SpaceX has set a new record for a private company by launching two rockets in just over 48 hours. On Friday, from Cape Canaveral the BulgariaSat 1 communications satellite was launched, while on Sunday, from the Vandenberg base in California 10 satellites of the Iridium NEXT constellation were launched. In both cases the first stage successfully landed.
A little while ago the SpaceX Dragon spacecraft was captured by the robotic arm Canadarm2 on the International Space Station. Jack Fischer, assisted by his colleague Peggy Whitson, managed the operation then started moving the Dragon to the berthing point at the Harmony module. The cargo spacecraft blasted off last Saturday.
A few hours ago SpaceX Dragon spacecraft blasted off atop a Falcon 9 rocket from Cape Canaveral in its CRS-11 (Cargo Resupply Service 11) mission, also referred to as SPX-11. After just over ten minutes it separated successfully from the rocket’s last stage and went en route. This is the 11th mission for the Dragon spacecraft to resupply the International Space Station with various cargoes and then return to Earth, again with various cargoes.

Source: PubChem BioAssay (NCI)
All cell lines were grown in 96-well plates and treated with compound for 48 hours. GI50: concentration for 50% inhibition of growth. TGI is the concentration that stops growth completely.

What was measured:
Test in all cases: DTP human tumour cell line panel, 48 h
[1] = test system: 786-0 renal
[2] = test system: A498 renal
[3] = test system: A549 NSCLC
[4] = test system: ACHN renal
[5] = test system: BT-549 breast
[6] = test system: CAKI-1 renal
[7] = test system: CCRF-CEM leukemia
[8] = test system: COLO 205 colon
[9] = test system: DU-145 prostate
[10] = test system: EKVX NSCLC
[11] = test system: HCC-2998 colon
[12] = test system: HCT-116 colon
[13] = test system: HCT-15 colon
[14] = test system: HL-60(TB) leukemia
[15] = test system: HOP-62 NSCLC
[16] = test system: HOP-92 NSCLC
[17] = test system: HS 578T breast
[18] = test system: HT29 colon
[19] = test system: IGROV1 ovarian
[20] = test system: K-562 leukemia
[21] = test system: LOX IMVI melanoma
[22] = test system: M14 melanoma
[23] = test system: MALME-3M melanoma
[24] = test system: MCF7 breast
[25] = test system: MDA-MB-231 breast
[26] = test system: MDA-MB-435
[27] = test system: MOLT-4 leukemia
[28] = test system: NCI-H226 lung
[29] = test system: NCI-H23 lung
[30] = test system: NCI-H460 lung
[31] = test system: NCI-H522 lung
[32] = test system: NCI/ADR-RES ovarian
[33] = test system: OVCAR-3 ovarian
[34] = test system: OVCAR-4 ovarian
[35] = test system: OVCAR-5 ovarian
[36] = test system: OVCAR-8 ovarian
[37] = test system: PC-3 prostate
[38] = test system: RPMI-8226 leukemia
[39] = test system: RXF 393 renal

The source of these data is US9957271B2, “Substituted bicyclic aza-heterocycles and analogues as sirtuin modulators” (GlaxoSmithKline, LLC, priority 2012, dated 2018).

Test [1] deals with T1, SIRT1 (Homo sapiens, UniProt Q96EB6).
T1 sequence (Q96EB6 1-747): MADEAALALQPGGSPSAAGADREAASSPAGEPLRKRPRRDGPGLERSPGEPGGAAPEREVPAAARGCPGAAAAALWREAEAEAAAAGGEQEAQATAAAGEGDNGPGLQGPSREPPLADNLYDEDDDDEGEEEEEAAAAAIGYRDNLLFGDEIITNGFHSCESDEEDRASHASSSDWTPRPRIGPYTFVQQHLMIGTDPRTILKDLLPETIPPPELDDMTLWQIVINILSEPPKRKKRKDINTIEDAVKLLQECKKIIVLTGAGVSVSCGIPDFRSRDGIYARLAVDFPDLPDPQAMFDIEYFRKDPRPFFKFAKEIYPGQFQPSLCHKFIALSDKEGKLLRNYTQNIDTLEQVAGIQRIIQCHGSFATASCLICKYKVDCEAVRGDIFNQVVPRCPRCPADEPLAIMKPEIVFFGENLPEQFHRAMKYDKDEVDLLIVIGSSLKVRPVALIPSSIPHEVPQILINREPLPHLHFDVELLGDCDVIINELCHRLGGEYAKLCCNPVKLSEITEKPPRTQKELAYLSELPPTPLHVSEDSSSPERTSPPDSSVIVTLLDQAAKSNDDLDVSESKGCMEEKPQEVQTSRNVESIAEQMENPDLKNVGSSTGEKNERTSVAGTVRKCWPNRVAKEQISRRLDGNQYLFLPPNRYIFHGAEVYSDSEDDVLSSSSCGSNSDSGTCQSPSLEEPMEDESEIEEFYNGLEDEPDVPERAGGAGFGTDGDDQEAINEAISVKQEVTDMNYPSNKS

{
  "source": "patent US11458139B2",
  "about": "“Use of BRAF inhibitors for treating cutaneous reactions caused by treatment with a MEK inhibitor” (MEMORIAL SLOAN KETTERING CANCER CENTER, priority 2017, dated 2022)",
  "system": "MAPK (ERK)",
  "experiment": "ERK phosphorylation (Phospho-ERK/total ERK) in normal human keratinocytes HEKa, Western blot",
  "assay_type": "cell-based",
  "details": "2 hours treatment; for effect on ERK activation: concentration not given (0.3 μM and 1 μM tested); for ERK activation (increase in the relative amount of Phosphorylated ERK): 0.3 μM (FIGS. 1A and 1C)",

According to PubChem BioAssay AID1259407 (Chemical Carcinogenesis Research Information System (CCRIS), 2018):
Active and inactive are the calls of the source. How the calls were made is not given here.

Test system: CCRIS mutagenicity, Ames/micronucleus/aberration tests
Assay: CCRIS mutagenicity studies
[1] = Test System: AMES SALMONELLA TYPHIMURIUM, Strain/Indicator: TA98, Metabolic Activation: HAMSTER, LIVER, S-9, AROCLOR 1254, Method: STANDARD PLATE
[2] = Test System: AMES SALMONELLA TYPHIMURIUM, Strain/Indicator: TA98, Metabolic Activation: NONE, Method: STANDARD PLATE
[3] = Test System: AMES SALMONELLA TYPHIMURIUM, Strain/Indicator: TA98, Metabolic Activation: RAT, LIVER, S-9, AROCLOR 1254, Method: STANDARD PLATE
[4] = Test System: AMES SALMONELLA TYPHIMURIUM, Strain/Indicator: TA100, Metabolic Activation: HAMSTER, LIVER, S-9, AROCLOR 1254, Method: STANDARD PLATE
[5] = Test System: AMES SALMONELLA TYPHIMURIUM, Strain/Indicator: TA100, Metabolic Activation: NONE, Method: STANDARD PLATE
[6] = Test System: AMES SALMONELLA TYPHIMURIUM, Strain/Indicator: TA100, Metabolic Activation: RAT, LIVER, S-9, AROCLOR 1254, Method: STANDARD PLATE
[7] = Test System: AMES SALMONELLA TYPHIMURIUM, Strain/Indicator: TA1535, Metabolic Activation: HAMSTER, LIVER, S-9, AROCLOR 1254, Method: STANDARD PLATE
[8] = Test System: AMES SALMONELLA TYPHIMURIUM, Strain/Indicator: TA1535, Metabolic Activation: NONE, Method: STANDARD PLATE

A few hours ago the SES-10 satellite was launched on a Falcon 9 rocket from Cape Canaveral. The innovation compared to regular launches of this type is that the rocket’s first stage was already used in a previous mission. It’s the first time that this happens in an actual mission.
The Falcon 9 rocket’s first stage did its job and after the second stage successfully separated it landed for the second time on the “Of course I still love you” dron ship. It will be brought back to the mainland and subjected to a new series of checks and tests to understand how it endured its second mission.
A little while ago the SpaceX Dragon spacecraft ended its CRS-10 (Cargo Resupply Service 10) mission for NASA splashing down smoothly in the Pacific Ocean a little more than 420 kilometers (about 326 miles) off the coast of California. The Dragon left the International Space Station a few hours before.